Attorney general asks Mayo to pause consolidation

Lori Swanson, Minnesota attorney general
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The Post Bulletin has learned that Minnesota Attorney General Lori Swanson became the latest public figure to request that Mayo Clinic pause its consolidation plans in Albert Lea.

She joins a list that features AARP , Lt. Gov. Tina Smith and 1st District Congressman Tim Walz , among others.

Mayo also rejected Swanson's call for a delay

Swanson's previously unreported letter sent Sept. 11 to Dr. John Noseworthy, Mayo's President and CEO, points to "a great deal of consternation" that Mayo's decision has caused within Freeborn County.

In his Sept. 18 response, Noseworthy said he "must respectfully decline" her request "in order to serve the best interests of our patients."


Swanson requested that the delay be granted due to the pending financial review of the hospital to determine its economic viability. The review is projected to cost about $100,000 and take at least three months. At the time of the letter, Save Our Hospital and the Albert Lea City Council had each committed $35,000 for that cause, but the Freeborn County Board agreed to fund that same amount on Tuesday's meeting.

The groups are currently working to hire a financial expert to conduct the review.

"It strikes me that the review could help facilitate an acceptable path forward for all parties," Swanson wrote. "I am told that such a review is likely to take at least 90 days to complete, however.

"In order to make the financial review productive in potentially moving the parties toward a consensus approach, I ask that Mayo Clinic agree to a standstill in the cessation of any medical services in Albert Lea while the financial review is underway."

Mayo has said it conducted its own 18-month review before deciding to consolidate services at Mayo Clinic Health System in Albert Lea and Austin. That decision was announced June 12, sparking questions and concern across the region. One protest was held outside Mayo's Rochester campus and a second is planned Sept. 30 in Albert Lea, two days before Mayo moves Albert Lea's ICU to Austin.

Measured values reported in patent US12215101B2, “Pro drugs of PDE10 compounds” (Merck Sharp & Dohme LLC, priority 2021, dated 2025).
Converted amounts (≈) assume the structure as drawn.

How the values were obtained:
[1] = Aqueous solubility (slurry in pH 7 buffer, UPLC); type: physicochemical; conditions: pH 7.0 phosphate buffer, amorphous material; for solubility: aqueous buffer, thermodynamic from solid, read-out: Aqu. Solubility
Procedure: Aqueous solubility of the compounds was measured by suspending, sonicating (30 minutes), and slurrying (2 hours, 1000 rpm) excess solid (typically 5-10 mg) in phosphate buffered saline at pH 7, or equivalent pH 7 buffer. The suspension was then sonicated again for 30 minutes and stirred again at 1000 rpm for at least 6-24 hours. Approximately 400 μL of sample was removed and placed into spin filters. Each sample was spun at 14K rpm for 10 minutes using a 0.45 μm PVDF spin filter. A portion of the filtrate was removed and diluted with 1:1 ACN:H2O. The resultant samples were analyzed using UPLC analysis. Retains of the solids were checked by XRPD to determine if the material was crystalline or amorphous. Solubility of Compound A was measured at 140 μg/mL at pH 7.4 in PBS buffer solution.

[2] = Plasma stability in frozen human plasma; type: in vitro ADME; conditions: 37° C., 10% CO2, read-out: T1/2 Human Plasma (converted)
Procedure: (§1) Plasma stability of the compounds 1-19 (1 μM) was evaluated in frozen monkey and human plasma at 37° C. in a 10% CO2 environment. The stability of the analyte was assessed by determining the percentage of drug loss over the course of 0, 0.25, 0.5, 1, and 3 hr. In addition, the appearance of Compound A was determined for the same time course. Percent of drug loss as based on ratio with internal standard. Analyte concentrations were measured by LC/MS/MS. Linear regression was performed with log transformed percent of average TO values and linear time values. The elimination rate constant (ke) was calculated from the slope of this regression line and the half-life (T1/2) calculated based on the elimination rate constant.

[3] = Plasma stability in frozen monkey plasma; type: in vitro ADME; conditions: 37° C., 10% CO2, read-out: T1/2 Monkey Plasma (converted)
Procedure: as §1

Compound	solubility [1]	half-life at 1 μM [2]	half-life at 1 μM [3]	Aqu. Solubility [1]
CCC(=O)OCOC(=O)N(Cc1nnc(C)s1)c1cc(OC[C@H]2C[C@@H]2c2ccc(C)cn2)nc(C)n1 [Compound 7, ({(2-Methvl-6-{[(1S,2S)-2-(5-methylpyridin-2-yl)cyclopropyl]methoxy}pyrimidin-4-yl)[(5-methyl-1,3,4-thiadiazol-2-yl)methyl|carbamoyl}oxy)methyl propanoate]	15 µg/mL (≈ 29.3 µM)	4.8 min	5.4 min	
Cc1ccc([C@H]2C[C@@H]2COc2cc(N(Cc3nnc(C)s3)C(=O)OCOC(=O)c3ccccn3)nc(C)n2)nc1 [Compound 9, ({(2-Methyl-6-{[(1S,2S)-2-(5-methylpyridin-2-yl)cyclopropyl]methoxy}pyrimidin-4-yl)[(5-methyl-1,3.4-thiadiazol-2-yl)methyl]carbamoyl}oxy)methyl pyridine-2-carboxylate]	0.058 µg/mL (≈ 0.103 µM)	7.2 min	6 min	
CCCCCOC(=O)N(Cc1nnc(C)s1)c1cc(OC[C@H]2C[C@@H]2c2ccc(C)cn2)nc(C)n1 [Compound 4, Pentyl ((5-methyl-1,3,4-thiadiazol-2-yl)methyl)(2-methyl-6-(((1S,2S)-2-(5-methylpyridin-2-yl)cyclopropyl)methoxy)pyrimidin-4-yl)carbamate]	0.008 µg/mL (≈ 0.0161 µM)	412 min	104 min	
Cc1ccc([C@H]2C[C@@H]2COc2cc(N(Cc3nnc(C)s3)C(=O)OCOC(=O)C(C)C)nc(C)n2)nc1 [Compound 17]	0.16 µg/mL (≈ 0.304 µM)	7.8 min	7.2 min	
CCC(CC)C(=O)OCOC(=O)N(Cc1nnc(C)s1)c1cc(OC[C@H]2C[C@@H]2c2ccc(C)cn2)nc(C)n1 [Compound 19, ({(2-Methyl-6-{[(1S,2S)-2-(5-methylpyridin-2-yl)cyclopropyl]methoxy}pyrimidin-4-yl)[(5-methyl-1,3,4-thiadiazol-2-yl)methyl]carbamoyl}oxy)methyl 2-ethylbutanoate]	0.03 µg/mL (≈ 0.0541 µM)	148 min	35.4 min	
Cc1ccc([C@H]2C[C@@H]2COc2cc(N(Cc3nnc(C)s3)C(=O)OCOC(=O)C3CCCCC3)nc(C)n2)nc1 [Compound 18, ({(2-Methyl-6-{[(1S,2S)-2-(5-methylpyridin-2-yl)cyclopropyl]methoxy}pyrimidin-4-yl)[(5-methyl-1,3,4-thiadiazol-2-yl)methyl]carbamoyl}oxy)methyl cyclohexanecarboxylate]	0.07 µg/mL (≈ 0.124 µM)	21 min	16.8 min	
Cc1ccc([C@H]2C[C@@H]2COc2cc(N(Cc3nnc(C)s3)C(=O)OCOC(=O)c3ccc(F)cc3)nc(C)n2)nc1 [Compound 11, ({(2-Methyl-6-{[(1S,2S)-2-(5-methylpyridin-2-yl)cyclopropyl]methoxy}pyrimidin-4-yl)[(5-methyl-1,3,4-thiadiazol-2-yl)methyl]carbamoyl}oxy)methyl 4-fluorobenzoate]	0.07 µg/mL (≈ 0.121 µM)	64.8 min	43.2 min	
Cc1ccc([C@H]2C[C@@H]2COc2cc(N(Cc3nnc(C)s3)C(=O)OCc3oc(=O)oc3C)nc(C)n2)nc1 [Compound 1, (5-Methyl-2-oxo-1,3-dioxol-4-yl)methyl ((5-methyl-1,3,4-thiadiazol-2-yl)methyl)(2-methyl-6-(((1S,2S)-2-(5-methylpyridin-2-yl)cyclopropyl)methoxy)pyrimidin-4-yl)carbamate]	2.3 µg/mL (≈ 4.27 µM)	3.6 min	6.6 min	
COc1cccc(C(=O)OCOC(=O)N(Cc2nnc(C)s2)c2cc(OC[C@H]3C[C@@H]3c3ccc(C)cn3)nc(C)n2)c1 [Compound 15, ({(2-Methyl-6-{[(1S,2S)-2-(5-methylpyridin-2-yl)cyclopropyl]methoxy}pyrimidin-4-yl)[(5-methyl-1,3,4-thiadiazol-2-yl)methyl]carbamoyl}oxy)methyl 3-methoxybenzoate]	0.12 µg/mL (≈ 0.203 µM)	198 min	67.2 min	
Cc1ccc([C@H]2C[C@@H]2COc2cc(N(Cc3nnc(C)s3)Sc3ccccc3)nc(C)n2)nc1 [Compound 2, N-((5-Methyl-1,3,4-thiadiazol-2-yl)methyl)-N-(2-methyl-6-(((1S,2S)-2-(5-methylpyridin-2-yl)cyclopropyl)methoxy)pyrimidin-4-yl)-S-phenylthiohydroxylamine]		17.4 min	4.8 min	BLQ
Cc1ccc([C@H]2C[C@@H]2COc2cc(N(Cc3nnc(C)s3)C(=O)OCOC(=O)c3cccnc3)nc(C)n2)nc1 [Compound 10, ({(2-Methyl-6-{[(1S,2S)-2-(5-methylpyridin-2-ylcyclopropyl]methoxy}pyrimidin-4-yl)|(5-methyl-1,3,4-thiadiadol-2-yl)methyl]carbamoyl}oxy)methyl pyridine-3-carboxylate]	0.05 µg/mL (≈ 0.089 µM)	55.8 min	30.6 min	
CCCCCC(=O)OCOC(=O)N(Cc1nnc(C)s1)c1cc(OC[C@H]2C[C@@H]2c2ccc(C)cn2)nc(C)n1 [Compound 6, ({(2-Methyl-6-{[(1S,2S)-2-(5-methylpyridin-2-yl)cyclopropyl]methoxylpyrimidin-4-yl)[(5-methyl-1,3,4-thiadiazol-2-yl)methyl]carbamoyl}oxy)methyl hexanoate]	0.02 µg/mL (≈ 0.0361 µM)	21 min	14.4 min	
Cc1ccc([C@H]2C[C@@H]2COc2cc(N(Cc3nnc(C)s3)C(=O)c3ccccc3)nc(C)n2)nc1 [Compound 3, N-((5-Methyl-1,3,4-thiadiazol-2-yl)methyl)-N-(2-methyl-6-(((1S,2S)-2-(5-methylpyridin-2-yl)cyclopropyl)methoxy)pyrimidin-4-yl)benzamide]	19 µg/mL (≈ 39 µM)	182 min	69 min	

Mayo officials have since explained that significant financial losses and ongoing staffing challenges — both with recruiting and retention — made the current arrangement unsustainable.

Swanson's letter requesting a delay was sent the same day she cleared Mayo of any legal issues . Her lengthy legal review was prompted by a request from Freeborn County Attorney David Walker.

Her opinion included recommendations for Freeborn County, including hiring an expert to conduct a financial review of the Albert Lea hospital. She also offered to assist the city and county with pursuing alternate options, such as recruiting another provider, subsidizing Mayo's losses or purchasing the hospital from Mayo.


Mayo leaders have repeatedly rebuffed similar requests, including last month while speaking to the Post Bulletin Editorial Board when Mayo Clinic vice president and MCHS leader Bobbie Gostout explicitly ruled out a delay.

Noseworthy's letter to Swanson reaffirmed that stance.

"With regard to a possible pause in the consolidation of services in Albert Lea and Austin, Mayo Clinic must respectfully decline your request," Noseworthy wrote. "The critical staffing shortage and related patient safety risk that drove our decision to consolidate have not changed. We have an obligation to move forward with consolidation plan to ensure that we can appropriately staff critical positions and continue to deliver safe, high-quality care.

"We recognize and regret that our consolidation plan is unpopular with some residents of Albert Lea and other stakeholders. However, we are convinced that it is necessary to proceed with our plan in order to serve the best interests of our patients."

Mayo spokeswoman Ginger Plumbo said Thursday that "almost all" of the 19 nurses who staff Albert Lea's ICU opted to transfer to another department in the same building. She says they were all offered positions to stay within the Mayo system.

The Albert Lea ICU will stop admitting patients on Thursday, Sept. 28, Plumbo said. Starting Monday, ICU patients will be analyzed by a care team to ensure patients won't need lengthy stays that require transfers at the end of the week.

Dr. John Noseworthy

Related Topics: MAYO CLINIC
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